Lie Nielsen’s Open House and the making of a table top part 6: Dealing with eventualities

After the glue, which secure the dowels dried, I planed the dowel and its surrounding surfaces flush. Then I started to rabbet the boards edges to allow them to fit in into the table frame.



I did not want to connect the board to the frame with fasteners; it was not necessary, as I created an internal rabbet (or lip) on all the table apron/rails which will accept the rabbet on the table top.



But then alas…!
Someone (It probably happen when I took a brake form work and ran to have a brownie and tea) evidently knocked my piece down and a chip of wood broke-of of it.



It was a pity but actually not such a bad one. As it happen often: mistakes and accidents can lead to discoveries. In this case, and instead of trying to embark on a restoration mission (fitting a replacement piece of oak and then planing it down) I decided to change the design a bit. I went on to create a slanted chamfer on all edges. I planed the chamfer until the missing wood chip blended in the angled strip. Before starting to plane the chamfer I scored its parameters. I did it for two reasons: to help me know when to stop planing; and to create a defined transition line between the chamfer and the table top.



You see, it would be very difficult to recognize a  chamfer of such a subtle slanting angel – as an intended design feature – without the border line. When it is difficult to pinpoint a transition between structures or materials, people tend not to notice it…. or worth: think that the maker made a mistake or neglected to think the design through.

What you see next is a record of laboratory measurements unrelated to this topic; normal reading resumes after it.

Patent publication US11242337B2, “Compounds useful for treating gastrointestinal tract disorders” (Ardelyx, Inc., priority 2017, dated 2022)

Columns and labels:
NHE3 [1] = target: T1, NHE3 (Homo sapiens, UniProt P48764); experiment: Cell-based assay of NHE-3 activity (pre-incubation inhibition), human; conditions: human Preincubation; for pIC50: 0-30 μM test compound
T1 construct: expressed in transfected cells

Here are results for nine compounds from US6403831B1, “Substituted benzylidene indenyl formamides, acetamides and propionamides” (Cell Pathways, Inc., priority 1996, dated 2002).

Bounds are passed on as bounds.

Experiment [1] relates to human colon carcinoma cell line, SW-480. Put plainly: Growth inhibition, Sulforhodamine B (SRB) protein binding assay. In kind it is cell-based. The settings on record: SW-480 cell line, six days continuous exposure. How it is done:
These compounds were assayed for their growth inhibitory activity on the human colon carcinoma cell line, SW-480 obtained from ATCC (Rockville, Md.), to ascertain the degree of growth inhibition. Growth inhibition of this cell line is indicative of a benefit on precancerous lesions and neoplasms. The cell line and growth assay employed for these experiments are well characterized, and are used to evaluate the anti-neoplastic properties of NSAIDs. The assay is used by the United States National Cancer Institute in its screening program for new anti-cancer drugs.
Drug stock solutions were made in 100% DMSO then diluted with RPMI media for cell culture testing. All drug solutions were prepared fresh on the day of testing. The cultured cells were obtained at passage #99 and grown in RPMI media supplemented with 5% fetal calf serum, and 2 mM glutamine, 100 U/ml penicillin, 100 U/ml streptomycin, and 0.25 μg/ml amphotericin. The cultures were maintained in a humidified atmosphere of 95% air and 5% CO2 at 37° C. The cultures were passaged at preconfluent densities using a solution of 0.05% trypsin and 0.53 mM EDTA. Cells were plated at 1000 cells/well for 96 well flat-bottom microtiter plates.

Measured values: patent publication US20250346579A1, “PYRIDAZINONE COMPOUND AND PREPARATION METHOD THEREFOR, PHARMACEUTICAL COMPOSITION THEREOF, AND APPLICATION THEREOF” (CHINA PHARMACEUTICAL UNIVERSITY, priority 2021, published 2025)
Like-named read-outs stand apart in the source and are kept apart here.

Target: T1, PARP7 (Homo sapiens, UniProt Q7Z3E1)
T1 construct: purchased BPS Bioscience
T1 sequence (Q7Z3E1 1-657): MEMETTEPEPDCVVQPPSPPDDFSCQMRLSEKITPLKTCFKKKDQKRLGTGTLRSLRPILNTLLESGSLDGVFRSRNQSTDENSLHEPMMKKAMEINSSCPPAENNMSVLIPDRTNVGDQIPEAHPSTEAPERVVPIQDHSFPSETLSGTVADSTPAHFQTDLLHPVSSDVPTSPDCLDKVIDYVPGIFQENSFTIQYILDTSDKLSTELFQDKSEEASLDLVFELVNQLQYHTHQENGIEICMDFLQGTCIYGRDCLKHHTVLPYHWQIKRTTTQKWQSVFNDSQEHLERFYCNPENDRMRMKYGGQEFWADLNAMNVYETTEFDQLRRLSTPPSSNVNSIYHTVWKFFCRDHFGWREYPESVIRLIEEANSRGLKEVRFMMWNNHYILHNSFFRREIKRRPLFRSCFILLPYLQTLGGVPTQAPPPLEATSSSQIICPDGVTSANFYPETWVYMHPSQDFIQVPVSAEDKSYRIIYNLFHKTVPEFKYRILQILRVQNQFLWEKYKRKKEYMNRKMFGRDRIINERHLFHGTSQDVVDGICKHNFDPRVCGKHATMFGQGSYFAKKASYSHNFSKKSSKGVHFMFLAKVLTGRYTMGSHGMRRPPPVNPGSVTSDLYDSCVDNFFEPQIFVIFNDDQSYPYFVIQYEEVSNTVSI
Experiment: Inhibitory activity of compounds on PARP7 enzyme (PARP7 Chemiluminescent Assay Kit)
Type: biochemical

American Woodworker Blog
Yoav Liberman

About Yoav Liberman

Yoav S. Liberman is a woodworker and a teacher. His pieces have been featured in several woodworking books, most recently in Robin Wood’s CORES Recycled. Yoav teaches woodworking at the Rudolf Steiner School in Manhattan, and also frequently guest teaches in craft schools across the country.  Between 2003 and 2011 Yoav  headed the woodworking program at Harvard University's Eliot House. Yoav’s articles have appeared in American Woodworker and Woodwork Magazine. He frequently contributes woodworking web content to a number of digital publications   Yoav has a degree in architecture and later held two competitive residency programs: at The Worcester Center for Crafts in Massachusetts, and the Windgate Foundation Fellowship at Purchase College, New York. He lives in Chestnut Ridge NY.